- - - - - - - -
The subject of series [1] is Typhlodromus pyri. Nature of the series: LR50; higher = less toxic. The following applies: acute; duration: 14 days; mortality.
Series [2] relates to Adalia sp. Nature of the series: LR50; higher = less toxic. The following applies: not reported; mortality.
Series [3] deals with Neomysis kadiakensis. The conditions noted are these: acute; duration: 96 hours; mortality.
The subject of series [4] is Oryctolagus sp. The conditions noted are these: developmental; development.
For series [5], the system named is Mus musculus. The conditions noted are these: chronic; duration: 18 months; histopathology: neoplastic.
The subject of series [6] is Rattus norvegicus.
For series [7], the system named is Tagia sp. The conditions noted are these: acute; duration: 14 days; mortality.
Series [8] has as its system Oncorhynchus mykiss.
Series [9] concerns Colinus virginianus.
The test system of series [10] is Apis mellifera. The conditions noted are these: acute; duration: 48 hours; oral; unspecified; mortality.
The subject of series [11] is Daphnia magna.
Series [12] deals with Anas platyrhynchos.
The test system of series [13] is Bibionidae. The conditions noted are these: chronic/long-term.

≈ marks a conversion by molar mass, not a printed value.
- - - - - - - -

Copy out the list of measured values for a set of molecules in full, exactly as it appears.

The subject of series [1] is Typhlodromus pyri. Nature of the series: LR50; higher = less toxic. The following applies: acute; duration: 14 days; mortality.
Series [2] relates to Adalia sp. Nature of the series: LR50; higher = less toxic. The following applies: not reported; mortality.
Series [3] deals with Neomysis kadiakensis. The conditions noted are these: acute; duration: 96 hours; mortality.
The subject of series [4] is Oryctolagus sp. The conditions noted are these: developmental; development.
For series [5], the system named is Mus musculus. The conditions noted are these: chronic; duration: 18 months; histopathology: neoplastic.
The subject of series [6] is Rattus norvegicus.
For series [7], the system named is Tagia sp. The conditions noted are these: acute; duration: 14 days; mortality.
Series [8] has as its system Oncorhynchus mykiss.
Series [9] concerns Colinus virginianus.
The test system of series [10] is Apis mellifera. The conditions noted are these: acute; duration: 48 hours; oral; unspecified; mortality.
The subject of series [11] is Daphnia magna.
Series [12] deals with Anas platyrhynchos.
The test system of series [13] is Bibionidae. The conditions noted are these: chronic/long-term.

≈ marks a conversion by molar mass, not a printed value.